The Camden Coalition of Healthcare Providers, led by MacArthur Fellow and primary care physician Jeffrey Brenner, has won renown for its efforts to address the complex needs of Camden's sickest residents.

Now on the heels of establishing the National Center for Complex Health & Social Needs this year, the Camden Coalition has won a grant of up to $1.65 million over three years from Aetna Foundation to develop a curriculum that will help other cities adopt the data-driven approach Brenner has used in Camden.

The grant is scheduled to be announced Thursday at the first conference of the National Center, which is happening Thursday and Friday at the Sheraton Society Hill in Philadelphia.

The Camden Coalition has been trying to understand how social factors, such as access to food, transportation, housing, and even interactions with the criminal justice system, affect health, Brenner said.

The group has long used hospital claims data from Cooper, Lourdes, and Virtue to find the so-called superutilizers of health care. But now the Camden Coalition has added three years of criminal justice and other data to get a broader picture.

"We found, for instance, 200 patients who are dual systems high utilizers," meaning they are  frequently in jail and regular patients in the hospitals, Brenner said. "These are folks who are expensive and complicated in every one of these systems."

The next step is a pilot program to contact medically complex inmates the day they leave prison and "start to wrap services around them," Brenner said.

The Camden Coalition work involves legal contracts, politics, and heavy-duty data analysis.

"All that stuff is complicated," Brenner said. The Aetna grant is "going to allow us to create curriculum to be able to teach through the National Center other communities how to do this."

Garth Graham, president of the Aetna Foundation, said other parts of the country could benefit from the strategy.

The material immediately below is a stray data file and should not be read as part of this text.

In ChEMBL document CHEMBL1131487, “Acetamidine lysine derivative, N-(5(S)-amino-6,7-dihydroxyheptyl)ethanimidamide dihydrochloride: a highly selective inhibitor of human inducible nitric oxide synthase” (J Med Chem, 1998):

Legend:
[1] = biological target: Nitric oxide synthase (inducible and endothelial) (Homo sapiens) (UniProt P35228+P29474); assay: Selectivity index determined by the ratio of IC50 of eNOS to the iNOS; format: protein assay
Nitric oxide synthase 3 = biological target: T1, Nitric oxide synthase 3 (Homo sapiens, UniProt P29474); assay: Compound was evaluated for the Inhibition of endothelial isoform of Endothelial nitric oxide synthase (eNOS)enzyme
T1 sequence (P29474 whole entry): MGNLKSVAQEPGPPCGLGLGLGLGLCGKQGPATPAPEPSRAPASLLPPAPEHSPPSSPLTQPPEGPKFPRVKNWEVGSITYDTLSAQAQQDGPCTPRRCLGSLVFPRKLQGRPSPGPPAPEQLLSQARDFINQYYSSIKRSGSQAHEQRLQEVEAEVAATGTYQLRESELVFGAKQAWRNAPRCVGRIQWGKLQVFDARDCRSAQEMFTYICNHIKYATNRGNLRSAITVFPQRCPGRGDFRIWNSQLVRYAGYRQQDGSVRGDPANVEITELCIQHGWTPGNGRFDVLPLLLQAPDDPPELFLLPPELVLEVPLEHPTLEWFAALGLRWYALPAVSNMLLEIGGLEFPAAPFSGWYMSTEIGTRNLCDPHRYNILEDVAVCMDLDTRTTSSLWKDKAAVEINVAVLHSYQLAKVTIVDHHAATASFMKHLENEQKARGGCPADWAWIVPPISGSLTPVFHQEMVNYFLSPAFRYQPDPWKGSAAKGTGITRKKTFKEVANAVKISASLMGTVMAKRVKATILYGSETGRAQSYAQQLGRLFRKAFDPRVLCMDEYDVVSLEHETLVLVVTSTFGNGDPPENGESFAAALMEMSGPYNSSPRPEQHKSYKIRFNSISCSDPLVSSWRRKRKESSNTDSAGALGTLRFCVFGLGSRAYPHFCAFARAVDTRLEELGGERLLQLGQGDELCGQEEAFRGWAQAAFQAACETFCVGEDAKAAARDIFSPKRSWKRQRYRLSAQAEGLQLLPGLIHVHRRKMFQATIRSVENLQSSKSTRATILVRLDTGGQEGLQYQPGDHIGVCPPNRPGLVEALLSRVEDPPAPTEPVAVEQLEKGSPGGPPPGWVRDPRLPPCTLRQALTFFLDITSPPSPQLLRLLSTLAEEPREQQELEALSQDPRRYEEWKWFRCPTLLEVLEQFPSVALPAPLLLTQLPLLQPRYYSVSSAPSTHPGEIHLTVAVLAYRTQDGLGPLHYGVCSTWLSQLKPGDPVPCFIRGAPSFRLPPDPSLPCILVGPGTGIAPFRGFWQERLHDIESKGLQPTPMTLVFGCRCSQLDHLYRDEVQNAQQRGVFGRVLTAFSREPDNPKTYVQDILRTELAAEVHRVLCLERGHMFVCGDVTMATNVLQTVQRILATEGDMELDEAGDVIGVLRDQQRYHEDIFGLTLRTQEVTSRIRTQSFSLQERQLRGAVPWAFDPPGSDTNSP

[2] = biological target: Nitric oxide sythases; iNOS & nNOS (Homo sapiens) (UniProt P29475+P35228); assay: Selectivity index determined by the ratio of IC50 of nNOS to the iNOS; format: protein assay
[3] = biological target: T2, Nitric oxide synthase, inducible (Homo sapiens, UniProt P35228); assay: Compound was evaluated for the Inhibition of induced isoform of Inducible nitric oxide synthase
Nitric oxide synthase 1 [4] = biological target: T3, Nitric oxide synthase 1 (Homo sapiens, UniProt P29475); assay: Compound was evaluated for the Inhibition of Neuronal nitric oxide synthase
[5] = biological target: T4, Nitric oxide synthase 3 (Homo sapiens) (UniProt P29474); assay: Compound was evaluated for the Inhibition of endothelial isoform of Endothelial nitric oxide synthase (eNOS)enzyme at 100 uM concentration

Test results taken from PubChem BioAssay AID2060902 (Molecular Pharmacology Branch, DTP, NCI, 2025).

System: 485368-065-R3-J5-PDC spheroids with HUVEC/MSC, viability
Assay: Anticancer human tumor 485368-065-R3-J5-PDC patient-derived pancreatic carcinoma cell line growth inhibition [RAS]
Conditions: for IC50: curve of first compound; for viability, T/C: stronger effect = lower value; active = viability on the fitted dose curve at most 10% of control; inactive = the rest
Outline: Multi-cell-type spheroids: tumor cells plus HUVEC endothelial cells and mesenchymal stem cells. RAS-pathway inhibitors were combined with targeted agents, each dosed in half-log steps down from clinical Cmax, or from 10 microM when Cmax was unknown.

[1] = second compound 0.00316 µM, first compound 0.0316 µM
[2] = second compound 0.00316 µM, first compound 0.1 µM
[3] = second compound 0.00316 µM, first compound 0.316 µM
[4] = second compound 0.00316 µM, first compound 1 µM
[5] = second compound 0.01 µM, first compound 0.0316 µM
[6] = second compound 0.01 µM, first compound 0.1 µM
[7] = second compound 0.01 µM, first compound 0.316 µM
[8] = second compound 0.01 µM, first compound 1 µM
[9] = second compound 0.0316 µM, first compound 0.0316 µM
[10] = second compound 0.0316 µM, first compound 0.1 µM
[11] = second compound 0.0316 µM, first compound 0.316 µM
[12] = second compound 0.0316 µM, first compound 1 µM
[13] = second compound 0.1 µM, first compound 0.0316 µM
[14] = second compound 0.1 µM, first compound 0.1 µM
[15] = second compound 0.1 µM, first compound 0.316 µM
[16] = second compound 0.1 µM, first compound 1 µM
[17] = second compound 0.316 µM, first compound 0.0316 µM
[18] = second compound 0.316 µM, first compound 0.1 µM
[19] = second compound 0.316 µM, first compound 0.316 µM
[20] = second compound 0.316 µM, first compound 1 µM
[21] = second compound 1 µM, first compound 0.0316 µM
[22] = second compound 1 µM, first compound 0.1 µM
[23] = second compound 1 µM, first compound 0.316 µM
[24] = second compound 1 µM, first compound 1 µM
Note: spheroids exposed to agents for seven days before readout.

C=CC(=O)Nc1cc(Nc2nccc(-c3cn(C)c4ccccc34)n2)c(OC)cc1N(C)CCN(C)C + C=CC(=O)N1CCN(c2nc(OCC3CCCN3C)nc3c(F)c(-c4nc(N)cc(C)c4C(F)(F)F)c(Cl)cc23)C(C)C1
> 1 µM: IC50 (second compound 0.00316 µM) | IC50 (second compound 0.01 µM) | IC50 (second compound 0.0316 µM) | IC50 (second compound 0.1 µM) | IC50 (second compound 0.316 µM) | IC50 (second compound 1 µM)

"We find what Dr. Brenner has done very successfully that is not mirrored in many places is the ability to integrate the data well," Graham said. "There are other programs where folks might realize that housing might be one driver and really focus in on the housing aspect. But what Dr. Brenner and his folks have done is really look at the full gamut."

The foundation will receive $350,000 for the first year, to develop the curriculum. If that is successful, an additional $1.3 million allow the Camden Coalition roll the curriculum out to other places.

"What we hope is that the template will be effective, so that other cities and counties might be able to move a little bit faster, but also be able to pay attention to the local case," Graham said.

The Camden Coalition has already worked with the nonprofit Patient Care Intervention Center in Houston, which has a similar approach to data integration and care coordination.

But the Houston group works in very different circumstances, its president David Buck, said. "We have about 130 hospitals with no coordination. You can imagine that's a very different climate," he said. All the Houston-area hospitals handle their own care coordination for superusers of health care, he said.

"That has strengths and weaknesses. There's no perfect solution. It's only a solution that works in a given community," Buck said.